Gloomy Spring for Northeast
SPRINGFIELD, Mass. (AP) _ Back in March, New Englanders basked in an early spring with record temperatures in the 70s. They sunbathed, tossed Frisbees. Boston’s mayor even handed out tulips.
Things have changed.
Cold and damp have hovered over the Northeast since early April, making for a gloomy spring, a raw Easter and, on Wednesday, a late snowfall.
``The summer is really nonexistent here,″ said a dour Tom Fair, a forecaster at the National Weather Service in Taunton. ``It’s a very cold place.″ He was daydreaming about retiring to Florida in 14 months.
Since April 9, only two days have marked normal temperatures in Boston, according to the Accuweather forecasting service in State College, Pa. There were only three warmer-than-usual days in Portland, Maine.
Some places have been ankle-deep in April showers. There have been 4.6 inches in Boston this month, some 28 percent above normal. It’s about the same in Syracuse, N.Y., and the 5.1 inches in Washington, D.C., are twice the normal amount.
Accuweather forecaster Scott Homan said unusually deep troughs of low pressure have been slowing and bottling up storm systems.
Deepening the gloom, a spurt of slushy snow tweaked much of New England this week, with nearly an inch south of Boston. The Eagle Eye Institute, a nonprofit group that nurtures a love of nature in city youth, postponed a spring cleanup and bulb planting by teen-age volunteers in Somerville.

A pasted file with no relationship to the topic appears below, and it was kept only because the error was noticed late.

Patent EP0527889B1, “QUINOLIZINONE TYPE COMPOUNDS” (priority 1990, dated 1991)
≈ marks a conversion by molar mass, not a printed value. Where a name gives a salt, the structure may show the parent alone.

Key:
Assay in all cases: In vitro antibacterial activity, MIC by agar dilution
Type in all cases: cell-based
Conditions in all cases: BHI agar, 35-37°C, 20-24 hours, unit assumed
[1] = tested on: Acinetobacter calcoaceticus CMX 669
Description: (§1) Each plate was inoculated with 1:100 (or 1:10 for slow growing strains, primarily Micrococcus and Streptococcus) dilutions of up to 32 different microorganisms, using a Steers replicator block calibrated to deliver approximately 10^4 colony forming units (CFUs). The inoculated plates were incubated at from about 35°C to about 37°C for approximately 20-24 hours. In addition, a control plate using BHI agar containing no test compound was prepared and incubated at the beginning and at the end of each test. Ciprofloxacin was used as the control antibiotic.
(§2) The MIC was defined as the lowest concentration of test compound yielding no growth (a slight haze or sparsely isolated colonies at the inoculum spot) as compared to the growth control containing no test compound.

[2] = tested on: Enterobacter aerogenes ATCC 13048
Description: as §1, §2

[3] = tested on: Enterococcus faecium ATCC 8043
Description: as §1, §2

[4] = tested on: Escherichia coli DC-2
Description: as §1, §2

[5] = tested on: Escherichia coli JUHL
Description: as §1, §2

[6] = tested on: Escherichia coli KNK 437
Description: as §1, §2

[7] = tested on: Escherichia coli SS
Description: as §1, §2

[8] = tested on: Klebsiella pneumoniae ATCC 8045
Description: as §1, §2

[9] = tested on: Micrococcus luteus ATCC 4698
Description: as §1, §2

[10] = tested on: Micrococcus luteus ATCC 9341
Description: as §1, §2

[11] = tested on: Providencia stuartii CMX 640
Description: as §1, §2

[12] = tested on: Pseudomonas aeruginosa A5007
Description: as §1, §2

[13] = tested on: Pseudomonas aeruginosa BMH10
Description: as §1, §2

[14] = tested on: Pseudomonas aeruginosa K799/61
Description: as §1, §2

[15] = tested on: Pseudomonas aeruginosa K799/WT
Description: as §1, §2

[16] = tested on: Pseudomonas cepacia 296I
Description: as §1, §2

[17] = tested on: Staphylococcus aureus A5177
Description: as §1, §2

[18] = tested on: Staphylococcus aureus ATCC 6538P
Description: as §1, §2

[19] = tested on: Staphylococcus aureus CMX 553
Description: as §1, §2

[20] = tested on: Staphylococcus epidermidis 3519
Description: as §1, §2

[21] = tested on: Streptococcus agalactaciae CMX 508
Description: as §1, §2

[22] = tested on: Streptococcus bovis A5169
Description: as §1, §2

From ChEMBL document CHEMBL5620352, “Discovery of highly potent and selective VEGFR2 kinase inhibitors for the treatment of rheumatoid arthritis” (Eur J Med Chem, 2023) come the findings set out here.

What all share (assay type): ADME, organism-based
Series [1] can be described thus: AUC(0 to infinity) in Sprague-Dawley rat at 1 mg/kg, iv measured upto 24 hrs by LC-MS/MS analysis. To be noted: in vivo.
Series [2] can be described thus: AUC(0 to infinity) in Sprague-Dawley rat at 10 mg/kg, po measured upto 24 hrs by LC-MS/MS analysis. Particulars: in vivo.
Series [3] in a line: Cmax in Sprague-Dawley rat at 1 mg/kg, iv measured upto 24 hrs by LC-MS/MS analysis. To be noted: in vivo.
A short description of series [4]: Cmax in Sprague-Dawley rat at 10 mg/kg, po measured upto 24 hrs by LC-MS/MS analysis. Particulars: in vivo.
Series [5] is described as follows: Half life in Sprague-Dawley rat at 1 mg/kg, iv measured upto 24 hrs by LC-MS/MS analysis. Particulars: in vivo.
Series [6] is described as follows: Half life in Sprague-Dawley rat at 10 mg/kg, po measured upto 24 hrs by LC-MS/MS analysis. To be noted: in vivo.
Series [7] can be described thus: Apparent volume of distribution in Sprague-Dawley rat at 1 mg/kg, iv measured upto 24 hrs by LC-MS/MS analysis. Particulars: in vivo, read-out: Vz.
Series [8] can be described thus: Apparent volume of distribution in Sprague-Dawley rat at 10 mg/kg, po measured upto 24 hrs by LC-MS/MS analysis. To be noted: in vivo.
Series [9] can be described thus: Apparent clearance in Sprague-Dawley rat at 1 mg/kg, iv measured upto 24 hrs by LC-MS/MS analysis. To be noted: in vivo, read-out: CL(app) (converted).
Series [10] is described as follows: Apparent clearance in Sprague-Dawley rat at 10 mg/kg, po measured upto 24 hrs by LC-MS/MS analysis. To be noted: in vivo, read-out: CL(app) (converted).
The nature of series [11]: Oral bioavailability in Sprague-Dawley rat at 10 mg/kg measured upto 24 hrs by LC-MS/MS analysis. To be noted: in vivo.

``If they’re cold and wet, they’re not going to enjoy it as much,″ said group spokeswoman Jackie Herskovitz.
In Durham, N.H., Jennifer Dugan, a student at the University of New Hampshire, was stunned by the snow: ``I thought my days of trooping across campus in the snow ended two months ago.″
A park in Portland, Maine, almost was deserted at lunch time. Cynthia Watkins of Durham, N.H., had brought her two children and their two friends to Maine for a hike, but she was reconsidering.
``It might be too cold, especially for the younger two. It wouldn’t be fun for them,″ she said.
The season’s nasty weather has destroyed some sensitive flowers and vegetables, including tomatoes and peppers, said Paul DeSisto, owner of The Meadow Nursery in Barrington, R.I. ``It’s slowed things down,″ he said. ``People haven’t gone into their gardens.″
Kim Armentrout puffed philosophically in the mist during a cigarette break outside the Aetna building in Hartford, Conn. ``I just want it to be nice on Saturday because I have a picnic,″ she said.
Forecasters said the gloom is apt to last at least through the first several days in May.